Ten New Asteroids Discovered by Višnjan Observatory

By 17 September 2017

Great news from the Croatian astronomical community!

Students and their mentors at the Višnjan School of Astronomy discovered no less than ten new asteroids in the Solar System this summer, reports Glas Istre.

Korado Korlević, head of the Science and Education Centre Višnjan in Istria and one of the most renowned asteroid hunters in the world, proudly talked about his students' achievements. "It's especially worth noting a group of our students discovered five celestial bodies on their own, while working on a project mentored by Enrico Pettarin from Italy that had them monitoring dangerous asteroids", Korlević said. 

Also known as little planets, the asteroids have a diameter of 1 kilometre each, and they belong to one of the oldest known constellations – the Aquarius. They have been spotted by a telescope installed at the new astronomical observatory in Tičan, as part of the summer school of astronomy held from August 12 to 26. The educational programme belongs to a larger project titled 'Zajedno smo jači' (We're Stronger Together), and the experience in scientific research it provides will surely prove a considerable incentive for the students to decide for a career in science or technology.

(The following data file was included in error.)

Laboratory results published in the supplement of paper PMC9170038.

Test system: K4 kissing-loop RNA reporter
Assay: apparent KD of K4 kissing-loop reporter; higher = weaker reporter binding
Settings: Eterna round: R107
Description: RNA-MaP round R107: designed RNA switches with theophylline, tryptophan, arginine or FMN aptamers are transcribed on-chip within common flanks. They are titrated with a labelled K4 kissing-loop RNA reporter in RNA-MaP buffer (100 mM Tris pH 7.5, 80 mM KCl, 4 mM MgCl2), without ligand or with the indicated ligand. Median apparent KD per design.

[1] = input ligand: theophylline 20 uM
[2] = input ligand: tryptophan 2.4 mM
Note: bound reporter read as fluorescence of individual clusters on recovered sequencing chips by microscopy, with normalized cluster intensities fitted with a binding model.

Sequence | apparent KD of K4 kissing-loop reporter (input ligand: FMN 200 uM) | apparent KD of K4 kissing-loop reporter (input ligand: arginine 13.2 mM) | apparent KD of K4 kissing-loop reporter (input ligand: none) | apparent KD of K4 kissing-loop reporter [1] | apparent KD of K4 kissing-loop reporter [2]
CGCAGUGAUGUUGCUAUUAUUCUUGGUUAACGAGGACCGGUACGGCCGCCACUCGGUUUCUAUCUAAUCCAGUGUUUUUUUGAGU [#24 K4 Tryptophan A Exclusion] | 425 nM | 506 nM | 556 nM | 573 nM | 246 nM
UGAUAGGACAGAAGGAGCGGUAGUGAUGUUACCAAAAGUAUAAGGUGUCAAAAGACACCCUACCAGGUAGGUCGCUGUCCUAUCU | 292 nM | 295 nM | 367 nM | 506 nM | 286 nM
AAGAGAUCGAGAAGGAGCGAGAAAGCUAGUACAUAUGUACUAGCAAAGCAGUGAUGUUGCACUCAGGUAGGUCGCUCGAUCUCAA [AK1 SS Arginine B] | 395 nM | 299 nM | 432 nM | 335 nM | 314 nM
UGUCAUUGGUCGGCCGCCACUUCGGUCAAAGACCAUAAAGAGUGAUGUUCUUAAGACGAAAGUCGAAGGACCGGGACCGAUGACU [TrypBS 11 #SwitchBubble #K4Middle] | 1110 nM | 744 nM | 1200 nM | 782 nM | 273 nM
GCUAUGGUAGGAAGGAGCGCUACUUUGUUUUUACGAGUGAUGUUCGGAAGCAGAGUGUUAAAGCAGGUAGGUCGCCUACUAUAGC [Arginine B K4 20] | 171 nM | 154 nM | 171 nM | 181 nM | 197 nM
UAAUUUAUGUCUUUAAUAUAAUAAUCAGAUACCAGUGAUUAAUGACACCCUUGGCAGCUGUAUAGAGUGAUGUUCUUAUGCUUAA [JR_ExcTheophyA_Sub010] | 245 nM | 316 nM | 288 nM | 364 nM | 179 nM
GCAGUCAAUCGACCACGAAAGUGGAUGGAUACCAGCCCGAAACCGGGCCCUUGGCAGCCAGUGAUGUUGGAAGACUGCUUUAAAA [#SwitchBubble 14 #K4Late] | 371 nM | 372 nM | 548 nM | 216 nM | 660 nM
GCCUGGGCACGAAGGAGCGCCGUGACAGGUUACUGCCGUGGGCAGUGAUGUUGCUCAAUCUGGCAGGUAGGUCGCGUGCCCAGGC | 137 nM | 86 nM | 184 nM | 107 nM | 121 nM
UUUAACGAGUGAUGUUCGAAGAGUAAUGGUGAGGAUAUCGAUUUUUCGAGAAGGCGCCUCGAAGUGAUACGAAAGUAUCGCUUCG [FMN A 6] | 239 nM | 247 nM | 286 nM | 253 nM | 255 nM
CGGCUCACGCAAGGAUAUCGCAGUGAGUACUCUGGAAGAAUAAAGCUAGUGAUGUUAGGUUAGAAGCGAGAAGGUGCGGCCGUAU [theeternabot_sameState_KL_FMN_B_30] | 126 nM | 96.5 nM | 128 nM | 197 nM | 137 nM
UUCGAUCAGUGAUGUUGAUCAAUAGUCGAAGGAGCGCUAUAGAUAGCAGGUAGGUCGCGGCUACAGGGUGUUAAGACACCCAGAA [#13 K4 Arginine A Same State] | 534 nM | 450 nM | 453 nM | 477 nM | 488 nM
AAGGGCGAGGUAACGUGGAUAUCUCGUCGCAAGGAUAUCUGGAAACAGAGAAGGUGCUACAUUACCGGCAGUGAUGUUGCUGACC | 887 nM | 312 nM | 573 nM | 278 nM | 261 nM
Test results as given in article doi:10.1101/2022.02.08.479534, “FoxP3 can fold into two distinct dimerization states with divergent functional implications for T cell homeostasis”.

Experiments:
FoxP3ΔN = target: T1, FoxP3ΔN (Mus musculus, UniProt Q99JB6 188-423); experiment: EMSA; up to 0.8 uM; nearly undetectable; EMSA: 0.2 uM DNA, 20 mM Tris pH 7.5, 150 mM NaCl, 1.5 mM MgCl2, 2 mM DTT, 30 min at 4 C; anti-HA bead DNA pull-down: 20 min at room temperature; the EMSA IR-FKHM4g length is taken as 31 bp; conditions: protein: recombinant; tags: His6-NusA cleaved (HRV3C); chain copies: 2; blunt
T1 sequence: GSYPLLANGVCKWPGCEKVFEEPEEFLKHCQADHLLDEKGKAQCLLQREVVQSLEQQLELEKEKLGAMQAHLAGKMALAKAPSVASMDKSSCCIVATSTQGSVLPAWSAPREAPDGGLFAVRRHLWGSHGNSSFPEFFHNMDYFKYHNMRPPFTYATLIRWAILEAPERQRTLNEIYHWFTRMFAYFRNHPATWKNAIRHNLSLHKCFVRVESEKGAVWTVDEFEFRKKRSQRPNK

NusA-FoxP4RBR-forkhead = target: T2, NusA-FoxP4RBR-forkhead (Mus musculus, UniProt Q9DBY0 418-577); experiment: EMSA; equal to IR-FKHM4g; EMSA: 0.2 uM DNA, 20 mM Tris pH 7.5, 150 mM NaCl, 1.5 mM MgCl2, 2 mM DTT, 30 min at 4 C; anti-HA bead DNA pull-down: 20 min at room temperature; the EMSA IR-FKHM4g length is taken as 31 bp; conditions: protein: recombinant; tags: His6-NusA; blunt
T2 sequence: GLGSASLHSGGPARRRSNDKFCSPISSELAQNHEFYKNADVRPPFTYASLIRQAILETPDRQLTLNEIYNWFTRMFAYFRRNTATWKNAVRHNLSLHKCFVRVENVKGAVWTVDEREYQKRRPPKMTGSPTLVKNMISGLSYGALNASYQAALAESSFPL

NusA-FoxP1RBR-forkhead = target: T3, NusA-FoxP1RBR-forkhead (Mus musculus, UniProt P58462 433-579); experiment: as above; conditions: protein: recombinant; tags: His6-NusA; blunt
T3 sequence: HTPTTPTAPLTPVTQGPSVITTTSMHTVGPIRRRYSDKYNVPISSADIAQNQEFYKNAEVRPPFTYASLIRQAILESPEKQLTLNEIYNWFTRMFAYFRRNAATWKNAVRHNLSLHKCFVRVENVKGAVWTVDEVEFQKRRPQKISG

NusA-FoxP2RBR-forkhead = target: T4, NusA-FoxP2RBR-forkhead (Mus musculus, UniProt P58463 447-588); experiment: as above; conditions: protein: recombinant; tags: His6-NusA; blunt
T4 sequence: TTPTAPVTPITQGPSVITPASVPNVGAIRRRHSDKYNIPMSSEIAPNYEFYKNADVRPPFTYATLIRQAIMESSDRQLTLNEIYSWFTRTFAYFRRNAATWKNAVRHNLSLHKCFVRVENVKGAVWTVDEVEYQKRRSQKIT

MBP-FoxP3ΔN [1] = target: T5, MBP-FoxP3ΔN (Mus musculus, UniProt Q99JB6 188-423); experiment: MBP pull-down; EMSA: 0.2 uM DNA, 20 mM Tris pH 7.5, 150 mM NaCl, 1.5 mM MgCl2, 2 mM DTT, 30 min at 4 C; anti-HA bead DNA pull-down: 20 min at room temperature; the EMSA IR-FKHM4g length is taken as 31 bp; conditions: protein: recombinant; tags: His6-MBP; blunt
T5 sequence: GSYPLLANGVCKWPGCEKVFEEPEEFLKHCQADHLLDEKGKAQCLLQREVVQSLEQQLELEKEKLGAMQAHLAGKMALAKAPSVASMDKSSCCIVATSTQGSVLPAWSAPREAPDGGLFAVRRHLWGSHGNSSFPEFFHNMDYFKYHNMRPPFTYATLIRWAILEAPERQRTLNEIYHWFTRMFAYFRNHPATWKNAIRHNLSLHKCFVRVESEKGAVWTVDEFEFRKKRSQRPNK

"These bodies are located far away from us and they are currently insignificant, but we had the same view of the Pacific islands when they got discovered in the 18th century, and the whole world knows about them today", said Korlević about the importance of the latest discovery.

Most discovered asteroids belong to the main asteroid belt that has a stable orbit around the Sun, and they don't present any danger to the Planet Earth. Two objects have peculiar orbits: one from the Hungaria group of fast-moving asteroids situated close to Mars was marked as 2017 QF16, while the other, 2017 QX31, belongs to a group of slow-moving asteroids named Hilda that's passing by Jupiter.

"The point of monitoring asteroids is to precisely establish their orbit and find out if they present possible danger for us, or to see if they have any potential to be used as raw material mines in the future", concluded Korlević.

The observatory is about to get a new telescope and other equipment required to participate in supervision of potentially dangerous objects in the next five years, as part of the wider global astronomic community.